I have been with my husband for 16 years, and we've always had a pretty good marriage. In the past few years, though, things have gone downhill. My husband prefers that I stay at home and not work. I know he's tired when he gets home from his job, but he's like a small child I constantly have to wait on. He hasn't bought me a gift in a few years. He doesn't touch or hold me at night. Sex is almost nonexistent. As a result, I have become really close to one of our friends. We have been having an emotional affair, and we want to take it to a physical level. He is also married but says that his wife is a lot like my husband. I don't know where things will go; the other man says he hopes to one day marry me. He's never been with anyone besides his wife. Am I wrong to feel tired of my marriage? I tried to talk to my husband, but he says it's all my fault, that I'm changing. In a way, he's right: I feel like I am growing and he's sitting still. -- K.N., 41, Raleigh, NC
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You're absolutely not wrong to feel tired of your marriage. It sounds miserable, and there's no reason you should merely tolerate it. But continuing with your affair, emotional or otherwise, is a sure road to disaster. Now, maybe you're hankering for a disaster; sometimes we feel so stuck in our lives that a guerrilla attack on a marriage or two (in this case yours and his) feels like just the pick-me-up we need. But it's never the good time we imagine it will be. After the relief of being away from your husband wears off, all you've got is a huge mess on your hands, complete with weeping, lawyers, and property disputes. It's ugly. If you want to leave your marriage, go. But don't muck up the works by getting involved with someone else.
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If you genuinely want to see if your marriage is salvageable, you need to talk to your husband about everything that's preventing you from being fully engaged in it -- you feel like you're living with a child, you don't feel appreciated, and you'd like to have a sex life. Keep the emotional affair to yourself. To bring it up would take the focus off what you both need to do to get your relationship back on track.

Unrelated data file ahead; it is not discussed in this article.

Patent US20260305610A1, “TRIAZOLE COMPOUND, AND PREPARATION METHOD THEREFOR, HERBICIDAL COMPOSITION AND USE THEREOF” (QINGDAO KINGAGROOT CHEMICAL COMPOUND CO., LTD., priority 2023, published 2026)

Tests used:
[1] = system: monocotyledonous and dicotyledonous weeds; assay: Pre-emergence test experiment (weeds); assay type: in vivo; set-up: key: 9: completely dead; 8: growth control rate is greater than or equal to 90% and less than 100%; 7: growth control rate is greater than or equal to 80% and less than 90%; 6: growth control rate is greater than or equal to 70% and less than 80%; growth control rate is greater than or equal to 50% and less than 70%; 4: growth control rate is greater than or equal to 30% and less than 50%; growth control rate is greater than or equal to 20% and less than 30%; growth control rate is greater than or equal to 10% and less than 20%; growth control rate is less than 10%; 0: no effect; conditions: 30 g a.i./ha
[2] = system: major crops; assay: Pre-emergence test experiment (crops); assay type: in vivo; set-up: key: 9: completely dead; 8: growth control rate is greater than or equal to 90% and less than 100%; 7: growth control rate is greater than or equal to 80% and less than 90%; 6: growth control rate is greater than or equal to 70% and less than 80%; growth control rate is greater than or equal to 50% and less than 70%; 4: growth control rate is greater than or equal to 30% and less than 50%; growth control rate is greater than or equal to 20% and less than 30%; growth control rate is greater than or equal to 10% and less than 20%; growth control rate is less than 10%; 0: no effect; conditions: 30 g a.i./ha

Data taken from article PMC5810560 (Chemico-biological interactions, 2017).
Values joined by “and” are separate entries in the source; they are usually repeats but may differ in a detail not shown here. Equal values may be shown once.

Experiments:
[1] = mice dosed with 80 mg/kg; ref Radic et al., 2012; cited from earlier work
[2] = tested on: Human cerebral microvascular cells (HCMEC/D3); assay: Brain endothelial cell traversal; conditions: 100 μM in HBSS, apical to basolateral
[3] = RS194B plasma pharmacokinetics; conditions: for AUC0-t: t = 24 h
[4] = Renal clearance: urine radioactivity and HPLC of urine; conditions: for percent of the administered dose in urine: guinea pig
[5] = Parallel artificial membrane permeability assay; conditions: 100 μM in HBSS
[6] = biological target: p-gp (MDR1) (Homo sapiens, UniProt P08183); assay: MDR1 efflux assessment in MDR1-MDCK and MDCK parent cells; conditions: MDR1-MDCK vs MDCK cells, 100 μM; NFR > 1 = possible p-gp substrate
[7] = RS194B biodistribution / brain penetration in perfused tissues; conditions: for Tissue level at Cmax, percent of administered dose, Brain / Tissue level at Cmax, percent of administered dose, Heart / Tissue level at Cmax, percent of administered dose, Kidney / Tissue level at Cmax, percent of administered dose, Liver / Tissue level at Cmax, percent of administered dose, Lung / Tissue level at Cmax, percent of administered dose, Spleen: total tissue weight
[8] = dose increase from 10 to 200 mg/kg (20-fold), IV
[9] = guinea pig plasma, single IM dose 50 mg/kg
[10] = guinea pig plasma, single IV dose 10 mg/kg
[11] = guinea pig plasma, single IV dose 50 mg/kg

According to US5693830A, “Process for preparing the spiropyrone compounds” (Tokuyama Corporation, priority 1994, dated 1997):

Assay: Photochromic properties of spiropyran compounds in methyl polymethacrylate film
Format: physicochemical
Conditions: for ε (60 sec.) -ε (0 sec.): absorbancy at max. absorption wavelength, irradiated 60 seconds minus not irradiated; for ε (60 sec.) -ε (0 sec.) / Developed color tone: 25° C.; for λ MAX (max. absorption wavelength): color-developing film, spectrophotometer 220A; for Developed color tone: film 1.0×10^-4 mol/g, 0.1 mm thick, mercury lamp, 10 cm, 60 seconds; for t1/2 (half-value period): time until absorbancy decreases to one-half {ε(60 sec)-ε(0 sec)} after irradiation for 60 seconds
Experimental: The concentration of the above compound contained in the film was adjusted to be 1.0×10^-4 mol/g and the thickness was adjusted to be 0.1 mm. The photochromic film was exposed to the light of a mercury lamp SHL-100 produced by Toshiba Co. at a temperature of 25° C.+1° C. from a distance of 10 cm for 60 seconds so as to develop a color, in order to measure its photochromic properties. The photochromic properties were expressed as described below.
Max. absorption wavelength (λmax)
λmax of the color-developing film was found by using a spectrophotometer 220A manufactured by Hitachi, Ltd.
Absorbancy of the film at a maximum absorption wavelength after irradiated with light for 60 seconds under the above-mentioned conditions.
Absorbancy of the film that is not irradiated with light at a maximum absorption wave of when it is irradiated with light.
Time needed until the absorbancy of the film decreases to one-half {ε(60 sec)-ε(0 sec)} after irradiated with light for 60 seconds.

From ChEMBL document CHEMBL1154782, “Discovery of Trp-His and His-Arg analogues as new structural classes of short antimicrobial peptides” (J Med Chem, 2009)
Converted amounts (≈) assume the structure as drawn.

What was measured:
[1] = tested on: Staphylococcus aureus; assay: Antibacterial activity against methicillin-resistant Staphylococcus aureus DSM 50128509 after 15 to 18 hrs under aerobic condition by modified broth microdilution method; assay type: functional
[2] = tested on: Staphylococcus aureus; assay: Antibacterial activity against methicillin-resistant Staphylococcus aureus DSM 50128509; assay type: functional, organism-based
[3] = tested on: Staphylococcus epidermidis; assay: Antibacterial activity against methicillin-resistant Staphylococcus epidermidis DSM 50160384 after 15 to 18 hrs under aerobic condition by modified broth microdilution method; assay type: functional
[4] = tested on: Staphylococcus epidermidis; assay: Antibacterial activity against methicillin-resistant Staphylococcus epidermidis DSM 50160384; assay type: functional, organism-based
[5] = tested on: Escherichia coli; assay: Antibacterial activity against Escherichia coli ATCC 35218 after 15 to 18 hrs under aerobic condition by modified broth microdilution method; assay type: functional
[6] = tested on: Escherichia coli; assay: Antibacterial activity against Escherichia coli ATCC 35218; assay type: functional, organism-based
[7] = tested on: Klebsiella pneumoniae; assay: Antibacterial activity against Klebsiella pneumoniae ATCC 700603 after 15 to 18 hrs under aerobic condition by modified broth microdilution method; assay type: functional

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Rejuvenating your marriage may also require you to rethink your basic arrangement. You say he prefers that you not work. Do you want to work? A job might make you feel less dissatisfied in general, and it has the extra benefit of helping you empathize more with your husband's situation. Sometimes, if we're able to move toward our partner just a little bit, it makes things a whole lot better. If you were busy with your own work, you might also be less inclined to wait on him, which is only fueling your resentment.
Sometimes marriages end, and yours might be over, but in honor of the past 16 years and the fact that you once loved this man, you owe it to him and to yourself to talk to him from your heart (it'll probably take many conversations) to make sure that leaving this marriage is truly what you want to do.
Karen Karbo is an award-winning writer and author of The Gospel According to Coco Chanel: Life Lessons from the World's Most Elegant Woman. She's also a mom, a writing teacher, and a horse owner. Check out more advice from Karen.
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